Shark On A Plate

by Nicholas Bostick

In the wake of sharknados and this year’s controversial  shark week, It might be safe to say that summer 2013, was the summer we all stopped giving a shit about sharks. They’re big, they’re scary, they make perfect source material for ‘80’s type businessman analogies, we get it. It’s easy to feel insignificant after watching hours of T.V. gold like “Voodoo Sharks,” “Alien Sharks” or the ambiguously titled (and possible sequel to ‘The Great White Hope’?) “Great White Serial Killer.” Let us not forget brothers and sisters, we’re the tippy-top of the food chain.

So we’ll clean our mental palates with a look at a few local delicacies’, staring our forward minded fish friends. You’re gonna’ need a bigger plate.  

Hákarl: The Republic of Iceland is responsible for more than just Björk. Hákarl isn’t for the weak stomached however. The shark is cleaned and fileted before being dumped in a sandy hole, buried and covered with heavy rocks. Six to 12 weeks later (weeks!) the meat gets dug up and hung to dry for months. Hákarl is generally served with a toothpick, and first-timers are advised to plug their noses and hum the Jaws theme before eating.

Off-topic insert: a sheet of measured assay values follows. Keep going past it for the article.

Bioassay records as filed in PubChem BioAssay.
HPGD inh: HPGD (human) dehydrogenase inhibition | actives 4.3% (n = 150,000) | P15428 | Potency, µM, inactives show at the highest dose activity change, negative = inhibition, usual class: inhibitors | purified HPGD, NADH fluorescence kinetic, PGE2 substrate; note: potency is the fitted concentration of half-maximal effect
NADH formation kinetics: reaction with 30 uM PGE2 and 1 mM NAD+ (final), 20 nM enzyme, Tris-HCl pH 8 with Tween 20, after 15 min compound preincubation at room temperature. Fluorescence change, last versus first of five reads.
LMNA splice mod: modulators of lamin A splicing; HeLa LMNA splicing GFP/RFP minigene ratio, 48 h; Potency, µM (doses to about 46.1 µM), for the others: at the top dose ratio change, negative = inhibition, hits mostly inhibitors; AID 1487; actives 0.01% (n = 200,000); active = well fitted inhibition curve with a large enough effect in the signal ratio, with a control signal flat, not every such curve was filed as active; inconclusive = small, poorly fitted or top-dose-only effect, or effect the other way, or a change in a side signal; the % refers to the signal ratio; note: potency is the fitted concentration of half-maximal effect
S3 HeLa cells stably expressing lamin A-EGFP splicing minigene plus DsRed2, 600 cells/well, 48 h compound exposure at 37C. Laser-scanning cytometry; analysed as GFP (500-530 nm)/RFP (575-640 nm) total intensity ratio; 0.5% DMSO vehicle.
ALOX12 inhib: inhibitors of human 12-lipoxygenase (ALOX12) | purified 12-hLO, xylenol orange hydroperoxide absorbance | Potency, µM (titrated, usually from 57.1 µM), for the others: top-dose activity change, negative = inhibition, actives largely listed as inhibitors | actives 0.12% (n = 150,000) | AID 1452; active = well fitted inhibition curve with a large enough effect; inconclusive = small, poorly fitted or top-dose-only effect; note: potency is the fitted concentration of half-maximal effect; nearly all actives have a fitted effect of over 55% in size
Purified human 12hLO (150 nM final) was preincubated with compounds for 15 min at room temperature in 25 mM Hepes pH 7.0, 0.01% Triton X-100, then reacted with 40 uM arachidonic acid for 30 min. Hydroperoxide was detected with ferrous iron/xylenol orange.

Shark-Fin Soup: This dish has been served up to China’s upper crust since the Ming Dynasty. The taste has been described as… well… shark fin is virtually tasteless. The texture is fantastic however. Acquiring these chewy little fins has become somewhat of an issue in recent days. Just this Tuesday New York State passed a law banning shark fins, as have California, Illinois, Oregon and Washington.

Fish and Chips: Ever look at a fish stick and wonder “What the hell are you?” Well if you’re ordering up a batch of fish and chips in Australia, it’s probably shark. Marketed simply as “flake,” gummy sharks are common around Australia’s coast. While not as cheap and plentiful as they once were, Gummy sharks can still be found in fish and chip shops around the nation.

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